Author(s): Rosenberg HF, Dyer KD, Foster PS
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Abstract Eosinophils have been traditionally perceived as terminally differentiated cytotoxic effector cells. Recent studies have profoundly altered this simplistic view of eosinophils and their function. New insights into the molecular pathways that control the development, trafficking and degranulation of eosinophils have improved our understanding of the immunomodulatory functions of these cells and their roles in promoting homeostasis. Likewise, recent developments have generated a more sophisticated view of how eosinophils contribute to the pathogenesis of different diseases, including asthma and primary hypereosinophilic syndromes, and have also provided us with a more complete appreciation of the activities of these cells during parasitic infection.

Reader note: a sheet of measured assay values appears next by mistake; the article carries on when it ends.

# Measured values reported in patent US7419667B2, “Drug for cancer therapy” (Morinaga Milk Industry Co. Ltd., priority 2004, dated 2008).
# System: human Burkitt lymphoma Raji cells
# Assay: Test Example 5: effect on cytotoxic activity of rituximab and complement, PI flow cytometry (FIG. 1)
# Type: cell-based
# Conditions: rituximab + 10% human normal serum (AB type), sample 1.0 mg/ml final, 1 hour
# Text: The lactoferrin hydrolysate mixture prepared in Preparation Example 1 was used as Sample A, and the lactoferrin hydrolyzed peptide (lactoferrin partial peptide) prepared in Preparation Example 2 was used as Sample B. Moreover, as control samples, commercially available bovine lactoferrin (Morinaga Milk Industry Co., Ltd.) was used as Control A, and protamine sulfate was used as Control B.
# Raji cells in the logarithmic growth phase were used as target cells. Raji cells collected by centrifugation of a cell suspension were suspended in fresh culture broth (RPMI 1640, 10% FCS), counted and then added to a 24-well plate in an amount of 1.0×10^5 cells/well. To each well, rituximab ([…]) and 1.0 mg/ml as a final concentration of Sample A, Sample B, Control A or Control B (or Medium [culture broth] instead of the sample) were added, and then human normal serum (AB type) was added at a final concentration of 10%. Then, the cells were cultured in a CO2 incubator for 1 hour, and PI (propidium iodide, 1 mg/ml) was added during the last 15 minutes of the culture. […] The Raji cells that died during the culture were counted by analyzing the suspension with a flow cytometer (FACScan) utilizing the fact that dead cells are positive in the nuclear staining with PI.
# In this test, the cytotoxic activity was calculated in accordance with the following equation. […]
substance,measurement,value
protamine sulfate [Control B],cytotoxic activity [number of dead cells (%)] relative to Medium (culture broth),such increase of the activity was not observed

This article was published in Nat Rev Immunol
and referenced in Anatomy & Physiology: Current Research